Articles | Volume 11, issue 16
Research article
15 Aug 2011
Research article |  | 15 Aug 2011

Effect of the summer monsoon on aerosols at two measurement stations in Northern India – Part 2: Physical and optical properties

A.-P. Hyvärinen, T. Raatikainen, M. Komppula, T. Mielonen, A.-M. Sundström, D. Brus, T. S. Panwar, R. K. Hooda, V. P. Sharma, G. de Leeuw, and H. Lihavainen

Abstract. Aerosol physical and optical properties were measured at two locations in northern India. The first measurement station was a background site in Mukteshwar, about 350 km northeast of New Delhi, in the foothills of the Indian Himalayas, with data from 2006 to 2009. The second measurement site was located in Gual Pahari, about 25 km south of New Delhi, with data from 2008 to 2009. At both stations, the average aerosol concentrations during the monsoon were decreased by 40–75 % compared to the pre-monsoon average concentrations. The decrease varied with the total local rainfall. In Mukteshwar, the monsoon season removed particles from all size classes, due to a combination of rain scavenging and activation to cloud and mountain fog droplets. The scavenging by rain is least effective for the size range of the accumulation mode particles. In Gual Pahari, this was the only major wet removal mechanism and, as a result, the accumulation mode particles were less effectively removed. Aerosol concentrations during the early monsoon were found to be affected by mineral dust which in Gual Pahari was observed as an increased particle volume at a diameter around 3–4 μm. The single scattering albedo varied from 0.73 to 0.93 during the monsoon season, being slightly lower in Gual Pahari than in Mukteshwar. This is due to the fact that Gual Pahari resided closer to high anthropogenic black carbon emissions. As the absorbing particles are typically in the accumulation mode, they were not effectively removed by rain scavenging. The aerosol columnar properties, which were measured in Gual Pahari, showed a somewhat different seasonal behaviour compared to the surface measurements, with the aerosol optical depth increasing to an annual maximum in the early monsoon season.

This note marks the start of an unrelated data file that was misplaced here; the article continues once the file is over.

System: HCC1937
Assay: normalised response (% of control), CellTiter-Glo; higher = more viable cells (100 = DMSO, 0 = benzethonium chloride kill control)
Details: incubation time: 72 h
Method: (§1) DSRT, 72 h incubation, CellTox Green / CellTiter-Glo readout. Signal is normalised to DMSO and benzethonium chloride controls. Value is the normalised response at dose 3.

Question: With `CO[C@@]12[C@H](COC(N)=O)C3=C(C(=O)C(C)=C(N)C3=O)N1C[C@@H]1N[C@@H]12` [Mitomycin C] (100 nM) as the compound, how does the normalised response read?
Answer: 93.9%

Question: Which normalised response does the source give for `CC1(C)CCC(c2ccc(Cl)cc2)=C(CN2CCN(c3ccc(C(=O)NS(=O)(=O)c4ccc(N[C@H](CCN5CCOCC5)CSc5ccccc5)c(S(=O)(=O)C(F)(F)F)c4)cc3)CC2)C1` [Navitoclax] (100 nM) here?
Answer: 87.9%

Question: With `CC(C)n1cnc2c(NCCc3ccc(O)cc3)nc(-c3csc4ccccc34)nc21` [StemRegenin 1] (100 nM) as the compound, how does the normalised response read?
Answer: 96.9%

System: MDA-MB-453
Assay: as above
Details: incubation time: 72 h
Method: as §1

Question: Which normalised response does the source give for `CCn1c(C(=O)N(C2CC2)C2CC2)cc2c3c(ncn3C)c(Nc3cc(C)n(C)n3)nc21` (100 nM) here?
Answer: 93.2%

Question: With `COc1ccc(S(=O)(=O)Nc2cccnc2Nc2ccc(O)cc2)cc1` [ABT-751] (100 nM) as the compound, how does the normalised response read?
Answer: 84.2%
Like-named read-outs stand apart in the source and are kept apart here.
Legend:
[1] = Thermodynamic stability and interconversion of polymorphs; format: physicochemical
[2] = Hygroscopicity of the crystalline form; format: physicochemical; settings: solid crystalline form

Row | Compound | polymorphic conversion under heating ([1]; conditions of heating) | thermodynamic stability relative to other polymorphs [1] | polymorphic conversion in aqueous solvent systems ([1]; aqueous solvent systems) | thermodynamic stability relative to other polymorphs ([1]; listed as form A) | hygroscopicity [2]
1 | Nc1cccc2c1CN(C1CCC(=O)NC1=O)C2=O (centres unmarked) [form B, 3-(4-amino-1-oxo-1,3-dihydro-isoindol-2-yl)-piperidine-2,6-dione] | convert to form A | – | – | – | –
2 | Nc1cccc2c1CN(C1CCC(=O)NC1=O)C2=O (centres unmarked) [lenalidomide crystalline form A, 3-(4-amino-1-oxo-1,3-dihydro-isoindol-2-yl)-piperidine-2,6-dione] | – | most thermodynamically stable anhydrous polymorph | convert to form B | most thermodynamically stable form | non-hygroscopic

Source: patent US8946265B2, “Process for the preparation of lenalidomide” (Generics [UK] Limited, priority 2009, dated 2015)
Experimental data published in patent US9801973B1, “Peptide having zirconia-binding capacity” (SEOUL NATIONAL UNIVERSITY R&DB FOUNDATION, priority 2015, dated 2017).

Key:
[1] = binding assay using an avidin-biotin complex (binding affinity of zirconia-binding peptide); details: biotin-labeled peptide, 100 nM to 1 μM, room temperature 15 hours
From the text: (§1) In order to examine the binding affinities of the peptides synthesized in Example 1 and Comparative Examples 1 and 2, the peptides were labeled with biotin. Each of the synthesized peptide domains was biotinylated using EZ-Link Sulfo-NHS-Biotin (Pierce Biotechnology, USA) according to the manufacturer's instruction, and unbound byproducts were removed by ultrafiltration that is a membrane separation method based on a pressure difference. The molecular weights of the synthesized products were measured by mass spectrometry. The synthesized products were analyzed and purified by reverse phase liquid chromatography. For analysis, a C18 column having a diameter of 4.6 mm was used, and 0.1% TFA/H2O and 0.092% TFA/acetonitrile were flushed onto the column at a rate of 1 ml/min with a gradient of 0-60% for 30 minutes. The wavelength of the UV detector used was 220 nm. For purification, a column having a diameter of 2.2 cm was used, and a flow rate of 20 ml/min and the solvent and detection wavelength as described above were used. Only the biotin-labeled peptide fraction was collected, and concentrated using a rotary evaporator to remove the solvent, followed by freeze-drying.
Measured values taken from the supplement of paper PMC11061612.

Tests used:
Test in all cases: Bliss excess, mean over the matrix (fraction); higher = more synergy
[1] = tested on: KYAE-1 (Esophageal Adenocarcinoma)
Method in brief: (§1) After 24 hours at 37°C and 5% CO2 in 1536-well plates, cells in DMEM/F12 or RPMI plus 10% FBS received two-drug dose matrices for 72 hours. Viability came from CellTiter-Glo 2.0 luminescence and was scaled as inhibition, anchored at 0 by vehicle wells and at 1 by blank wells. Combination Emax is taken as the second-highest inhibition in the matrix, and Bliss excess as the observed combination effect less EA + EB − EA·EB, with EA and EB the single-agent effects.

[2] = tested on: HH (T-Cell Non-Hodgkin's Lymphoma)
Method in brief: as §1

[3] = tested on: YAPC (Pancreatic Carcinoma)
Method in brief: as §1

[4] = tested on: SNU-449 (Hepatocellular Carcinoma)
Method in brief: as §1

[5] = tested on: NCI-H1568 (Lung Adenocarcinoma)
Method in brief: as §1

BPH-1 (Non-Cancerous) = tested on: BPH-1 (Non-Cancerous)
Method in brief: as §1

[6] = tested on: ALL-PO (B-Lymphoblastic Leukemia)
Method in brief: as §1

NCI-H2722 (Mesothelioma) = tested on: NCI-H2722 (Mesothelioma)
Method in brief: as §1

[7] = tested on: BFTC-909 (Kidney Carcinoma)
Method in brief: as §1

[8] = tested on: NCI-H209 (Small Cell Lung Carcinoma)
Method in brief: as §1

Final-revised paper